The Tea-Gown 0 Every one knows that a tea-gown is a hybrid between a wrapper and a ball dress. It has always a train and usually long flowing sleeves; is made of rather gorgeous materials and goes on easily, and its chief use is not for wear at the tea-table so much as for dinner alone with one's family. It can, however, very properly be put on for tea, and if one is dining at home, kept on for dinner. Otherwise a lady is apt to take tea in whatever dress she had on for luncheon, and dress after tea for dinner. One does not go out to dine in a tea-gown except in the house of a member of one's family or a most intimate friend. One would wear a tea-gown in one's own house in receiving a guest to whose house one would wear a dinner dress. From "Etiquette", 1922, by Emily Post 0 Read more about "La Belle Epoque" and tea gowns here.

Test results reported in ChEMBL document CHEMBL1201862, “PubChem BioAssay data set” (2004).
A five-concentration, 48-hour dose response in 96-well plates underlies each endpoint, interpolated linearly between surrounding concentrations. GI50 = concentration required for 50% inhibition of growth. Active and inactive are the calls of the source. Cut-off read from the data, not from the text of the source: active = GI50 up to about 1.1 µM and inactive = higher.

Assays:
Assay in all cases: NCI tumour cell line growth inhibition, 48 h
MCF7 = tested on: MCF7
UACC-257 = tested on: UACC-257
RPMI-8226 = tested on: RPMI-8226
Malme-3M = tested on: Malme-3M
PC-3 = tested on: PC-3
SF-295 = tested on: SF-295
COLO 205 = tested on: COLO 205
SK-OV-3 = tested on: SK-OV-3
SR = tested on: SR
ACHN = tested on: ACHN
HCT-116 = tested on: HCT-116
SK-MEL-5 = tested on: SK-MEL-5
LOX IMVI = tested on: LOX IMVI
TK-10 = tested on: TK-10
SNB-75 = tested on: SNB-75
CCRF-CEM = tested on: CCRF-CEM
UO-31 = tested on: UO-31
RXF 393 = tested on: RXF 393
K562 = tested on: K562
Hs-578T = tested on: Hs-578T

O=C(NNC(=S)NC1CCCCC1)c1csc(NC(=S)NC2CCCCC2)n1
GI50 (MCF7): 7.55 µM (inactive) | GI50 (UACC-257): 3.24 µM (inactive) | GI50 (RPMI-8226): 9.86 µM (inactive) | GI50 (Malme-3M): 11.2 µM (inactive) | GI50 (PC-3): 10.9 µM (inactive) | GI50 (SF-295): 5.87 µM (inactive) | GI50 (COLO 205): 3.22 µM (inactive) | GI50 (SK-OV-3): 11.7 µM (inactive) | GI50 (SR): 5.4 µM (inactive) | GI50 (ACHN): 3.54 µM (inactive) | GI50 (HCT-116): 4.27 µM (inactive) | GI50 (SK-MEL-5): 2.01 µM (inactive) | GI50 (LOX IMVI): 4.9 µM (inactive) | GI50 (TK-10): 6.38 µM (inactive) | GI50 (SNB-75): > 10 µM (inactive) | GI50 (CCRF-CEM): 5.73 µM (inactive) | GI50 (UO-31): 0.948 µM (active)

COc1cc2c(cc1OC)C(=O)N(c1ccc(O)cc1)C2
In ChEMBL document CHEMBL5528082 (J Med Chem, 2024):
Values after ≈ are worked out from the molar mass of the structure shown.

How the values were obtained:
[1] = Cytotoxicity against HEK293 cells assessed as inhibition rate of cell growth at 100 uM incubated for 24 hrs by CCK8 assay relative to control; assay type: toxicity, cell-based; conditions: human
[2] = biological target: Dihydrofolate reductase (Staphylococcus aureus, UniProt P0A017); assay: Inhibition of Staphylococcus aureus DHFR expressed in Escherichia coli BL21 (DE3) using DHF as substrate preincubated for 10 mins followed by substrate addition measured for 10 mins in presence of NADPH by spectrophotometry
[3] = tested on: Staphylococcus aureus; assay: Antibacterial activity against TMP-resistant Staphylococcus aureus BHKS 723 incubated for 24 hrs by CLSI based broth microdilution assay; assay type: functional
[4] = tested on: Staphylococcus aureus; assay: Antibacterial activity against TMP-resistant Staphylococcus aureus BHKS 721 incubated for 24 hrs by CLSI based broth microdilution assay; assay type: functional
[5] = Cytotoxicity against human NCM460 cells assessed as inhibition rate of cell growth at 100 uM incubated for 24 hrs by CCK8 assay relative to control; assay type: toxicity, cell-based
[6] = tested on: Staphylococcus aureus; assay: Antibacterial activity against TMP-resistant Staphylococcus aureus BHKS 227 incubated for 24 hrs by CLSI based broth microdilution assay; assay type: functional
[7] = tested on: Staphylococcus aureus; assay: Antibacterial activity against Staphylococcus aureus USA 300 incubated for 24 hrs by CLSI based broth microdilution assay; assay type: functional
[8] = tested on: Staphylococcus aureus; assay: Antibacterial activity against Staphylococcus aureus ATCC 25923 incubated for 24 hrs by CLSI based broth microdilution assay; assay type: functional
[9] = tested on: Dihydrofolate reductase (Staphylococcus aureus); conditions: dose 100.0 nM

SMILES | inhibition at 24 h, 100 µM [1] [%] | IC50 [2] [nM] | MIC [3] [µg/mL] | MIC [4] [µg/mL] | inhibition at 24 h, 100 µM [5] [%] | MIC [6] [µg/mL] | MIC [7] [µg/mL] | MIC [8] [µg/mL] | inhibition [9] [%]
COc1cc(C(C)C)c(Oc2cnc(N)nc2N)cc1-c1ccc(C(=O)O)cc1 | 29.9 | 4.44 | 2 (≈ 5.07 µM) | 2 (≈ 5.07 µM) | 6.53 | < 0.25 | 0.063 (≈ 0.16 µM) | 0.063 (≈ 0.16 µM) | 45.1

Embrace change even if you want to run from it. Ralph Shrader
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It is easier to say what and who I'm not. — I'm not my profession — I'm not my salay — I'm not my age — I'm not my illness — I'm not my civil status So who am I? — a person just the right size and age — an untidy pedant — a conservative radical And what do I do? — weave — read — listen to music, classical preferably baroque